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  • What the Forest Told Me. Yoruba Hunter, Culture, and Narrative Performance by Ayo Adeduntan
  • Olakunle George
What the Forest Told Me. Yoruba Hunter, Culture, and Narrative Performance
by Ayo Adeduntan
Unisa Press, 2014.
150pp. ISBN 9781868887392 paper.

Ayo Adeduntan’s What the Forest Told Me focuses on narratives and poetic recitations performed by hunters in Southwestern Nigeria. The genre is popularly known as Ijala, and previous scholars like Adeboye Babalola and Bade Ajuwon have done important work on the repertoire. Babalola’s The Content and Form of Yoruba Ijala (1966) was for many years the pioneering study of the genre, and Ajuwon’s Iremoje: Funeral Dirges of Yoruba Hunters (1982) extended Babalola’s work by concentrating on Iremoje poetry—a sub-genre of Ijala performed as part of funerary rites for members of hunters’ vocational guilds.

As the author informs us, research for the book “was conducted between 2003 and 2010 with hunters from the northern part of Oyo State . . . satellite villages of Ibadan, and some parts of Osun State in Nigeria” (9). Adeduntan also recorded episodes of a popular radio show devoted to narrative performances by hunters titled Ode Akoni and a television show on the same theme called Odetedo. Both shows enable Adeduntan to give sustained consideration to contemporary manifestations of the genre. Ode Akoni debuted on BCOS radio in March 2000 and, on Adeduntan’s interpretation, was successful in part because it was able to attract commercial sponsors and include advertisement segments. By contrast, Odetedo ran for only three years—2003 to 2005—and did not succeed in attracting sponsors. In this sense, the book squarely addresses the location of traditional oral genres in a contemporary setting that is overdetermined by commercialization. Traditionally, the hunter as culture-hero has always been bound to material considerations. The mythology and prestige that surrounded the figure of the hunter was based on his social role in the replenishment of the village’s food supply. The forest that used to be the quasi-mythical setting of the hunter’s adventures—in ijala poetry as much as in Fagunwa’s or Tutuola’s narrative universe—has been demystified by the expansion of cities and roads. Transferred to a modern setting, then, the hunter’s songs and narratives have to adapt or be rendered obsolete. In five [End Page 193] chapters, Adeduntan considers multiple poetic devices that the performers draw on, the element of mythmaking that drives them, and their creative adaptation to the changing contexts of broadcast media. He stresses his informants’ ability to keep ijala popular and relevant, despite the fact that the hunter as culture-hero is a figure of the past.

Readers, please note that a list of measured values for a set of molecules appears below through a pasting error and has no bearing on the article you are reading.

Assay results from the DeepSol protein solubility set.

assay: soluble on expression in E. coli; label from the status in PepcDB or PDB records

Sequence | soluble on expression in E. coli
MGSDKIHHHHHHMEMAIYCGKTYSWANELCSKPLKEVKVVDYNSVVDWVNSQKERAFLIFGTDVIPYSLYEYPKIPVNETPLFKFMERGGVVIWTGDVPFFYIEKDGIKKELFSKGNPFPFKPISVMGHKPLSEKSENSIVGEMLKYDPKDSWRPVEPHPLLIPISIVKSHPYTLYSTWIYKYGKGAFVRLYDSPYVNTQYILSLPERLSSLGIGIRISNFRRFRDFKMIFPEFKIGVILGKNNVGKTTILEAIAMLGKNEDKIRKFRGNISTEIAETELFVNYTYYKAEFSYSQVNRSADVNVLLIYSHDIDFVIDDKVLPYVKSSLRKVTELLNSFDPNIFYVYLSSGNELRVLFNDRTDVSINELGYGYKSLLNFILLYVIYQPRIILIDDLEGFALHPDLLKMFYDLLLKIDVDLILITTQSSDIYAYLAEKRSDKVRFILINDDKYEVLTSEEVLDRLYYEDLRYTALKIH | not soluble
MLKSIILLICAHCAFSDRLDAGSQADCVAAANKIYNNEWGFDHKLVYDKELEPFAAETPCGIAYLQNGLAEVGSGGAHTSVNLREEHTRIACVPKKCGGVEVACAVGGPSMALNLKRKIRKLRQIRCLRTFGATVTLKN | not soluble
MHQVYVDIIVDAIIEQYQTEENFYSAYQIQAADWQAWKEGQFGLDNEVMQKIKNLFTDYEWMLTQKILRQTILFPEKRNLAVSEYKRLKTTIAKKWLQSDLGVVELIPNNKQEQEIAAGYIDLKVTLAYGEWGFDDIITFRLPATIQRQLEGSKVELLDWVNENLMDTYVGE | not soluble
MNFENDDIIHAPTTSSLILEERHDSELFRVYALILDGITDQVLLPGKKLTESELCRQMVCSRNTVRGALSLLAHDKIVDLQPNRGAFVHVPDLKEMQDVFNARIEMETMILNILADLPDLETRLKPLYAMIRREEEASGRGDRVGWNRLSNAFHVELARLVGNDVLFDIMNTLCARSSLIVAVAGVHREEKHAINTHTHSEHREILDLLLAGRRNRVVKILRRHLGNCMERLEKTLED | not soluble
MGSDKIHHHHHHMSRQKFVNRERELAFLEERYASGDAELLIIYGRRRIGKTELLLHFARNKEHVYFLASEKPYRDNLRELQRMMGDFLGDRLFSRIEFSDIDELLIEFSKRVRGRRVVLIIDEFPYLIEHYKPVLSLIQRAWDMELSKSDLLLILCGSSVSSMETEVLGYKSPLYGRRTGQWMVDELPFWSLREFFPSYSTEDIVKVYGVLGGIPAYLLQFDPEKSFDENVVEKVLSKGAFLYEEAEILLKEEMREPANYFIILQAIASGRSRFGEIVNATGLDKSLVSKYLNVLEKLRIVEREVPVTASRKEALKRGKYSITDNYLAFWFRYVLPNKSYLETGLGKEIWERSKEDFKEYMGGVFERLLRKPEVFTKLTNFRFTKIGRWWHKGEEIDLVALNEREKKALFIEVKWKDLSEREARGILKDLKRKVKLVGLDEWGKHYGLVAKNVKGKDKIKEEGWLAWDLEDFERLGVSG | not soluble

On Adeduntan’s reading, in addition to the issue of sponsorship, another reason Ode Akoni achieved greater success is because it emphasized the artistry in hunters’ performances. By contrast, Odetedo ranged broadly and provided cultural information of an “educational” sort. Of course, the popular artist Alabi Ogundepo took Ijala poetry to the television screen in the 1970s. Another actor, Ojeniyi Amoo, who performed with the Duro Ladipo group and later played the lead character (Akara Ogun) in the television serialization of Fagunwa’s Ogboju Ode in the 1970s offers another instance of Ijala performers adapting to audiovisual media. What is distinctive in Adeduntan’s treatment of the phenomenon is his attentiveness to the theoretical question of agency within commodification. His discussion of the commercialization of the hunter’s narratives emphasizes their agency as artists and sentient beings, precisely amid the pressure of commercialization. For him, structure does not negate the individual’s ability to enact desire or inscribe a vision of the world—however marginalized or threatened that world may have become.

In chapter five, Adeduntan recounts an experience he had while conducting research for the book on February 27, 2007. He was in the home of Lawal Oguntunde, the Balode of Saki, to interview the old hunter. Upon turning on the recorder, five men charged into the room and “demanded that the patriarch be paid some sort of honorarium before the interview commenced” (92). Adeduntan ended up paying an undisclosed amount before the men retreated and the interview was allowed to continue. Adeduntan suggests that...


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